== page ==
It’s been said that time is the fire in which we burn. Visiting the Greenwood Volunteer Fire Company and Museum is like taking a step through time; it’s the definitive place to explore the history of Warwick’s fires, firefighters, and the tools they used to save lives.
Before Warwick converted to a fully paid, permanent firefighter system, fire protection was provided by seven volunteer fire companies throughout Warwick: Apponaug, Bayside, Conimicut, Oakland Beach, Lakewood, Norwood, and Greenwood.
The Greenwood Volunteer Fire Company, tucked in the corner of Main Avenue and Post Road on Kernick Street, closed in 1975 but kept their charter and uses the former station as a museum to educate visitors and preserve the long history of the city’s fire departments.
The museum, which offers fully guided, interactive tours by appointment, houses a trove of more than 100 years worth of Warwick artifacts – from alarms, fire extinguishers, trophies, pictures, uniforms, and helmets, to wooden water main pipes dug up from under the streets of Apponaug in the 1960s and antique fire trucks.
For the past four-plus years, volunteers have worked to restore a 1940 Mack Fire Truck, a special vehicle with a long and distinct career.
“This truck was purchased by the Greenwood Volunteer Fire Company in 1940 and used extensively. It was then sold to the city in 1954 for $1, as was the fire station. In 1975, the city sold the station back to the Greenwood Volunteers, along with the heavily-used truck, again for $1,” said retired Chief Kenneth Smith, who helps operate the station.
While the truck no longer fought fires, it was being used as a mobile, historic learning tool, visiting different communities throughout the state and beyond.
“We’re very involved in parades … Gaspee Day, Memorial Day, St. Patrick’s – we go to Newport, West Warwick, Pawtucket and sometimes out of state to Massachusetts and Connecticut,” said retired Battalion Chief Raymond Bartlett, who serves as the company’s secretary.
It was during one of their return trips home from a parade when the company’s 1954 Maxim fire truck, the first truck the city of Warwick purchased as a fully paid department and now also under the company’s care, lost its brakes and crashed into the rear of the 1940 Mack Truck. That damage prompted the current restoration effort.
The project has entailed sanding the entire truck down to bare metal, removing rotted fenders and tires, an entire rebuild of the truck’s 250-gallon water tank, and complete priming and repainting of the truck, amongst many others. Every piece of chrome on the truck has to be re-dipped, “So far, we’ve spent over $6,000 on chrome, with another $3,000 to go. The paint alone for this truck costs about $500 per gallon,” said Chief Smith.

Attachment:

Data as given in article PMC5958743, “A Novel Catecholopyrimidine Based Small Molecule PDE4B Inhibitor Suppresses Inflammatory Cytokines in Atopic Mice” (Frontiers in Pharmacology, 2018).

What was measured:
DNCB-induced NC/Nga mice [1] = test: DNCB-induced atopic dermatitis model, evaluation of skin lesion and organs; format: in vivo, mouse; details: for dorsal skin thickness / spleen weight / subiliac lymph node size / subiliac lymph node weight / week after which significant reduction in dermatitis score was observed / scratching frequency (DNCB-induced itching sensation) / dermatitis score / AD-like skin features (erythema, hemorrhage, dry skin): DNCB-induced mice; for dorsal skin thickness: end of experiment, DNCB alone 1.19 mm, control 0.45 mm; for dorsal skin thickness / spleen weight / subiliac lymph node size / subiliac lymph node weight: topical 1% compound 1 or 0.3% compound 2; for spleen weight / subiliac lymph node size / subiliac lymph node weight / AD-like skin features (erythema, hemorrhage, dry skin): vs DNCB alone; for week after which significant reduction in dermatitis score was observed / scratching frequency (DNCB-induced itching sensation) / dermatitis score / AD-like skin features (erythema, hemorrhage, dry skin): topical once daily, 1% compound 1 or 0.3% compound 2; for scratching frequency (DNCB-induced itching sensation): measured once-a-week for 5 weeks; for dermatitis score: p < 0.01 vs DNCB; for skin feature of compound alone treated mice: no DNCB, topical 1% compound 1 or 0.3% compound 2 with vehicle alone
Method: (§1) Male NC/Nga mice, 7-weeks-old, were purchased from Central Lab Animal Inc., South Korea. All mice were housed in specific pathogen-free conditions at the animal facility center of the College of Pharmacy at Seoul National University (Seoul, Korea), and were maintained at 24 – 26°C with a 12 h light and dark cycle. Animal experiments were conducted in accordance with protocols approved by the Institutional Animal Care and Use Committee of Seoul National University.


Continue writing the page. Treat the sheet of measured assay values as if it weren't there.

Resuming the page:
“This is all done with donated time, and the materials are bought by the Company through the various fundraisers we hold. This is a moving piece of local history, it’s a labor of love,” continued the Chief.
Chief Smith and the company have a complete historic catalogue and photographic record of the truck, and stories to accompany each one. The chief’s family also has a long history with the station; his grandfather was on the purchasing committee for the truck, and his father, who was also a Warwick firefighter, was involved with the truck since childhood. His son Nathan is now a Warwick firefighter as well.
“I have a picture of my dad at 7 years old on the truck’s running board. Fifty years later, I took a picture of my 7-year-old daughter on the same running board. I made a promise to my dad to finish the truck,” said Chief Smith.
The project still has much work to do before completion, and the Volunteers are hoping for the community’s assistance.
The Company plans to hold a steak fry on June 1 at 2 p.m. at the station as a fundraiser for their restoration project and to operate the museum. There will be door prizes, raffles and entertainment. The event is open to the public; donations are also welcome.
“We usually have the ladder truck come, along with Special Services, and we cut up a car with various chainsaws and the Jaws of Life. We’ll cut the top and the doors of the car right off as a demonstration,” said Battalion Chief Bartlett.
“This steak fry helps keep us afloat,” underscored Chief Smith. “We’re trying to keep the history of the Warwick Fire Department alive.”
Tickets for the steak fry are $20 and are available by calling 736-8412. Museum tours are available by appointment with Chief Smith at the same phone number. Additional information may be found on their website, www.greenwoodfirecompany.webs.com.